PD Dr. Andy Thomas (former member, now at IFW Dresden)
Most of Andy's research activities at Bielefeld University were located in the exciting and productive fields of spintronic and neuromorphic devices. Memristive systems were used to mimic the synaptic functionality of the brain with a simple device. In spintronics, one utilizes the spin or the magnetic moment of the (quasi-)particles in solids to store and manipulate information.
Memristors can be utilized to pave the way to computer architectures that are more similar to the (human) brain than von-Neumann computers. In principle, neural networks work as a combination of neurons and synapses. Electronic devices can easily emulate the neurons and their behavior, however, it turned out to be more difficult to mimic the synaptic functionality. The memristor can fill this gap and also allows the access to analog values.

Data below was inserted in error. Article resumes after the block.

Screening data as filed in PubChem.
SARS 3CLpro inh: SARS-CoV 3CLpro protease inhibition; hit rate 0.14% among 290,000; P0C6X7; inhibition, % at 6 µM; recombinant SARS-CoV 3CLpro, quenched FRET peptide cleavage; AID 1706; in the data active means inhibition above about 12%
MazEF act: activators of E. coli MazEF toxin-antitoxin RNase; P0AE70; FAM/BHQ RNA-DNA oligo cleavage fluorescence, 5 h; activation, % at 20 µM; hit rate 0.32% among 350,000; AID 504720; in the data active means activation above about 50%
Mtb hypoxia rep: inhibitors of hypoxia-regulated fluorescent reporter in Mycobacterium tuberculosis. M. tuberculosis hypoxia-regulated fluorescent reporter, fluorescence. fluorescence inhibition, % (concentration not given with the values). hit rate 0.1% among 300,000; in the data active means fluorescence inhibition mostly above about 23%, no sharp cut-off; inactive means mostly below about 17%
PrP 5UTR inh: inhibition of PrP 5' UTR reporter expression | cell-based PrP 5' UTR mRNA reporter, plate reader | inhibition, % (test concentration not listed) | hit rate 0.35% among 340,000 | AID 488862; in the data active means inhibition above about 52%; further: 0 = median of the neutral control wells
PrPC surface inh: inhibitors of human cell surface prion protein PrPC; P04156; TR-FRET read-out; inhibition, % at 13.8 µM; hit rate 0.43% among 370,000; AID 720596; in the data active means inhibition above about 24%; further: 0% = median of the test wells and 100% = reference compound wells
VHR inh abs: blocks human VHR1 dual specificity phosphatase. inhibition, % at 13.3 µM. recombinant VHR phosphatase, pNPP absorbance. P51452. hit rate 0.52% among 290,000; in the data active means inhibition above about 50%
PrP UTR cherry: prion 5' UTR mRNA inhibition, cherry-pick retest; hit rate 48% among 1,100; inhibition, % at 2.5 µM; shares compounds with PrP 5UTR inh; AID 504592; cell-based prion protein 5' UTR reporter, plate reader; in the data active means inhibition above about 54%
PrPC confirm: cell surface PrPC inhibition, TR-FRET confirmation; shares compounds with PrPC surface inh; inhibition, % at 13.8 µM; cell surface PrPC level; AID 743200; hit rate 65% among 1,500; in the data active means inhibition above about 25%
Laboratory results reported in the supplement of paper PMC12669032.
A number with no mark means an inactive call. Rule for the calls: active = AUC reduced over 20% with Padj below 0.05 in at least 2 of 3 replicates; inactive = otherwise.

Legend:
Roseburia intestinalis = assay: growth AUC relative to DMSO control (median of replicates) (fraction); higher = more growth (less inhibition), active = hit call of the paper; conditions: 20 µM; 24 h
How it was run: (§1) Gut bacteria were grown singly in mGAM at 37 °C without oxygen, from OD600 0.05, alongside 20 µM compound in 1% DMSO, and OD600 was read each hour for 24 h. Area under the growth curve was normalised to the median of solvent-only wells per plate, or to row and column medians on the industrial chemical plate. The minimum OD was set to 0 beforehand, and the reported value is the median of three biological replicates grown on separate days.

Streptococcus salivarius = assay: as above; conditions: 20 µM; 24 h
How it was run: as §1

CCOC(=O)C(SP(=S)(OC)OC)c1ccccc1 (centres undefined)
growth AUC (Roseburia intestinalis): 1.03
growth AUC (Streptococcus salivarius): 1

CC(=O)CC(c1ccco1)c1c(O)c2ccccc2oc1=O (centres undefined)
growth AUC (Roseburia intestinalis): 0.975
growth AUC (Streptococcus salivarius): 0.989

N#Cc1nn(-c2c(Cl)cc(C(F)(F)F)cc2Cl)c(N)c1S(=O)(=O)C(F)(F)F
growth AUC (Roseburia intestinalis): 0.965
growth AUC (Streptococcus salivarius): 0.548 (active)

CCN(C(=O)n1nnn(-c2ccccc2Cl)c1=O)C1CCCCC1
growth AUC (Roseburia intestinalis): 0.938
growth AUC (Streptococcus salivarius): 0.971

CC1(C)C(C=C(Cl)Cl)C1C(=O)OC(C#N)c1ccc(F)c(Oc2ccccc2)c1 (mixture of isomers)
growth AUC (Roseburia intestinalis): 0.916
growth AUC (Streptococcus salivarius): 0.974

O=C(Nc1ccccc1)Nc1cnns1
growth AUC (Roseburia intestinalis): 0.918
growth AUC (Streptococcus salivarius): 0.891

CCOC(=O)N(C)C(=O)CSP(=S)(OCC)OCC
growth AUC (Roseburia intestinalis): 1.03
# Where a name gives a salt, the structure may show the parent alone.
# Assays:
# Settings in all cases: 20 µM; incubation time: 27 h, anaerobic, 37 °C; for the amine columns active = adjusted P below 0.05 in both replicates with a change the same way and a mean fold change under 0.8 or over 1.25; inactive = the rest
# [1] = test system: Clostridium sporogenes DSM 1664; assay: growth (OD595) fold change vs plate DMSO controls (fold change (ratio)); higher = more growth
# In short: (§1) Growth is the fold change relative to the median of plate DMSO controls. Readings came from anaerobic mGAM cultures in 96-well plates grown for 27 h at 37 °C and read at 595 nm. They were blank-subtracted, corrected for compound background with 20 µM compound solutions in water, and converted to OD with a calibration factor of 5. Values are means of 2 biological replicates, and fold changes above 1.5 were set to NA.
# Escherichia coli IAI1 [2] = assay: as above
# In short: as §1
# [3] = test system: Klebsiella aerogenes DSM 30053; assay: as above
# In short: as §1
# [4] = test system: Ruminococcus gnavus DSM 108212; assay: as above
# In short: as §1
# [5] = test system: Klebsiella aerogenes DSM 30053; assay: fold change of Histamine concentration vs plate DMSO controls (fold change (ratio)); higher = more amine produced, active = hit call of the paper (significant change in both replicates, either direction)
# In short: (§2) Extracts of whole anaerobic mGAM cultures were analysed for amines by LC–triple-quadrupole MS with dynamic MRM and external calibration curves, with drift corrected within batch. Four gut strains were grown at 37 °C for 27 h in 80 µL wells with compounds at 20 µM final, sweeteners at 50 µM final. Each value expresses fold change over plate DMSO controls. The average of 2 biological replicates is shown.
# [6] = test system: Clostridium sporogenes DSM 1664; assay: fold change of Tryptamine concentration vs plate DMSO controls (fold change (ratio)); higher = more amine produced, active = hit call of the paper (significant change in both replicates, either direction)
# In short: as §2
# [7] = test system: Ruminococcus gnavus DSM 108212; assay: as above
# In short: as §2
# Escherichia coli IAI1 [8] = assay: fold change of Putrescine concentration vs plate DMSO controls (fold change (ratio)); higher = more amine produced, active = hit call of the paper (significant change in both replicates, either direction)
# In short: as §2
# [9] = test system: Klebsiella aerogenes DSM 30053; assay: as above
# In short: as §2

Andy Thomas has received the physics prize 2014 of the Göttingen Academy of Sciences and Humanities „für seine Arbeiten, in denen er die memristiven Eigenschaften von Tunnelkontakten nutzt, um künstliche neuronale Strukturen zu schaffen.“
Another research direction explored the physics in spin dependent devices exposed to a temperature gradient, which is called spin caloritronics. In particular, he looked into the magneto Seebeck effect in magnetic tunnel junctions. This was done in the framework of the DFG priority program SpinCaT.